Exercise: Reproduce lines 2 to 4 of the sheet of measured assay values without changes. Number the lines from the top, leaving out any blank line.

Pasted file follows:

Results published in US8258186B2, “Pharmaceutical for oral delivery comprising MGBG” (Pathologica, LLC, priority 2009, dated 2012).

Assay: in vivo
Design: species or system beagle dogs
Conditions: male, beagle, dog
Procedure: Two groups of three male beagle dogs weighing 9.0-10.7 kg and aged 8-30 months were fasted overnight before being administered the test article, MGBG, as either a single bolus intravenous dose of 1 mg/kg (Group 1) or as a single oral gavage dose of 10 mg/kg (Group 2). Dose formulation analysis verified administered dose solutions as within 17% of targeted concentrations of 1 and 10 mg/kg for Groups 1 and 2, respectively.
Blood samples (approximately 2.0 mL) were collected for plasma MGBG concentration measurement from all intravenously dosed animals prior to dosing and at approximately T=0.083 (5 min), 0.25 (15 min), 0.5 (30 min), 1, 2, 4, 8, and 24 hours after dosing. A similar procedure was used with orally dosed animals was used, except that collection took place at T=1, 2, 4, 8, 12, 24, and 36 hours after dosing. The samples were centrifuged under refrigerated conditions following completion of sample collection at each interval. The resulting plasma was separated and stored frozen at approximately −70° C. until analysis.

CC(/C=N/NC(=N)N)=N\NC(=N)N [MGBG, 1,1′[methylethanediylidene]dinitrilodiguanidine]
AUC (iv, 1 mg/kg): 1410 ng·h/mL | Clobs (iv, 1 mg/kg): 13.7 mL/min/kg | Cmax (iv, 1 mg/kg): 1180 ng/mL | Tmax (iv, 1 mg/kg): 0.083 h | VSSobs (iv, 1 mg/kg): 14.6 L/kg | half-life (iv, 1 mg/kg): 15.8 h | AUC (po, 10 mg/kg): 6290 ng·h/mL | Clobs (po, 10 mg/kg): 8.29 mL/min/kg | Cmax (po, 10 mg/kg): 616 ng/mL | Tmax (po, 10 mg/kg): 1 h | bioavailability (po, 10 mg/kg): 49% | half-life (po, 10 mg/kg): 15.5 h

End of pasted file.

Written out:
Assay: in vivo
Design: species or system beagle dogs
Conditions: male, beagle, dog